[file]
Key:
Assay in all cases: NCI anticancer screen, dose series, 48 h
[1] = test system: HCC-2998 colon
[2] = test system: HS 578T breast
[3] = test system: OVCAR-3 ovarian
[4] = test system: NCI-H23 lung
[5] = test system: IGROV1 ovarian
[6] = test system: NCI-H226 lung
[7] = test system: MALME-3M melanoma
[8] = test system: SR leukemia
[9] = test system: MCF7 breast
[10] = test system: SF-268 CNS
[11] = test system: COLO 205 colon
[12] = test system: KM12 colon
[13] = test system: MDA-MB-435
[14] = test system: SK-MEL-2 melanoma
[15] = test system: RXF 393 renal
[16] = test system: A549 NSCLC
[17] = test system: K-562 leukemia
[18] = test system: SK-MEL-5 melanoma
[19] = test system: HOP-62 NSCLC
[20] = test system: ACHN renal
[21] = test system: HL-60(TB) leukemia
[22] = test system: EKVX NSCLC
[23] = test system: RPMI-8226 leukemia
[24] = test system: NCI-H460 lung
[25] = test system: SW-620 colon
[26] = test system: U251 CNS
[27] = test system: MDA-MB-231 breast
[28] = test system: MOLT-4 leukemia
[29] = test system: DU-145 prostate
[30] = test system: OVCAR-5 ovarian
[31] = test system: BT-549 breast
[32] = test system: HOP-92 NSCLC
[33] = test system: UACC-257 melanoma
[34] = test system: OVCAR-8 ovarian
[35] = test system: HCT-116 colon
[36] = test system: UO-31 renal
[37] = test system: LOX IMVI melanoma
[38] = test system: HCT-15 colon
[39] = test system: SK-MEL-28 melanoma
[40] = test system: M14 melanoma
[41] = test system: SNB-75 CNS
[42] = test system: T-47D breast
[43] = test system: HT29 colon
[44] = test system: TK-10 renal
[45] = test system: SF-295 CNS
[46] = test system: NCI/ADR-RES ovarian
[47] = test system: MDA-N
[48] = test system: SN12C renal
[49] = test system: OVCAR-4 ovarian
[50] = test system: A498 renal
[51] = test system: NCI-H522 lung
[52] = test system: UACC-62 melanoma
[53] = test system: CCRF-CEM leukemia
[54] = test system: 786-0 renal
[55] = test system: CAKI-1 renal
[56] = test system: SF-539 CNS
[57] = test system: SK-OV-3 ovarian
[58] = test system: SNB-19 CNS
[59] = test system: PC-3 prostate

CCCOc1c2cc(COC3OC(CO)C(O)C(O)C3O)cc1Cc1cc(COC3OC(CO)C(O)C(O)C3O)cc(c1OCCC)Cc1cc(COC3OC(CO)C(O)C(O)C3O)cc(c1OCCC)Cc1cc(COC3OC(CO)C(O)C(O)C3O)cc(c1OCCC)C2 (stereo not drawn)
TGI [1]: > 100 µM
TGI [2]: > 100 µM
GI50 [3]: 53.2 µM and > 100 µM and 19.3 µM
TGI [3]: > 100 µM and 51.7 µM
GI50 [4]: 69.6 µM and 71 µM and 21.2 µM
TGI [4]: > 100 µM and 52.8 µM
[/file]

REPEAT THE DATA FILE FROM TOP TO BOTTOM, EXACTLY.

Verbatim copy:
Key:
Assay in all cases: NCI anticancer screen, dose series, 48 h
[1] = test system: HCC-2998 colon
[2] = test system: HS 578T breast
[3] = test system: OVCAR-3 ovarian
[4] = test system: NCI-H23 lung
[5] = test system: IGROV1 ovarian
[6] = test system: NCI-H226 lung
[7] = test system: MALME-3M melanoma
[8] = test system: SR leukemia
[9] = test system: MCF7 breast
[10] = test system: SF-268 CNS
[11] = test system: COLO 205 colon
[12] = test system: KM12 colon
[13] = test system: MDA-MB-435
[14] = test system: SK-MEL-2 melanoma
[15] = test system: RXF 393 renal
[16] = test system: A549 NSCLC
[17] = test system: K-562 leukemia
[18] = test system: SK-MEL-5 melanoma
[19] = test system: HOP-62 NSCLC
[20] = test system: ACHN renal
[21] = test system: HL-60(TB) leukemia
[22] = test system: EKVX NSCLC
[23] = test system: RPMI-8226 leukemia
[24] = test system: NCI-H460 lung
[25] = test system: SW-620 colon
[26] = test system: U251 CNS
[27] = test system: MDA-MB-231 breast
[28] = test system: MOLT-4 leukemia
[29] = test system: DU-145 prostate
[30] = test system: OVCAR-5 ovarian
[31] = test system: BT-549 breast
[32] = test system: HOP-92 NSCLC
[33] = test system: UACC-257 melanoma
[34] = test system: OVCAR-8 ovarian
[35] = test system: HCT-116 colon
[36] = test system: UO-31 renal
[37] = test system: LOX IMVI melanoma
[38] = test system: HCT-15 colon
[39] = test system: SK-MEL-28 melanoma
[40] = test system: M14 melanoma
[41] = test system: SNB-75 CNS
[42] = test system: T-47D breast
[43] = test system: HT29 colon
[44] = test system: TK-10 renal
[45] = test system: SF-295 CNS
[46] = test system: NCI/ADR-RES ovarian
[47] = test system: MDA-N
[48] = test system: SN12C renal
[49] = test system: OVCAR-4 ovarian
[50] = test system: A498 renal
[51] = test system: NCI-H522 lung
[52] = test system: UACC-62 melanoma
[53] = test system: CCRF-CEM leukemia
[54] = test system: 786-0 renal
[55] = test system: CAKI-1 renal
[56] = test system: SF-539 CNS
[57] = test system: SK-OV-3 ovarian
[58] = test system: SNB-19 CNS
[59] = test system: PC-3 prostate

CCCOc1c2cc(COC3OC(CO)C(O)C(O)C3O)cc1Cc1cc(COC3OC(CO)C(O)C(O)C3O)cc(c1OCCC)Cc1cc(COC3OC(CO)C(O)C(O)C3O)cc(c1OCCC)Cc1cc(COC3OC(CO)C(O)C(O)C3O)cc(c1OCCC)C2 (stereo not drawn)
TGI [1]: > 100 µM
TGI [2]: > 100 µM
GI50 [3]: 53.2 µM and > 100 µM and 19.3 µM
TGI [3]: > 100 µM and 51.7 µM
GI50 [4]: 69.6 µM and 71 µM and 21.2 µM
TGI [4]: > 100 µM and 52.8 µM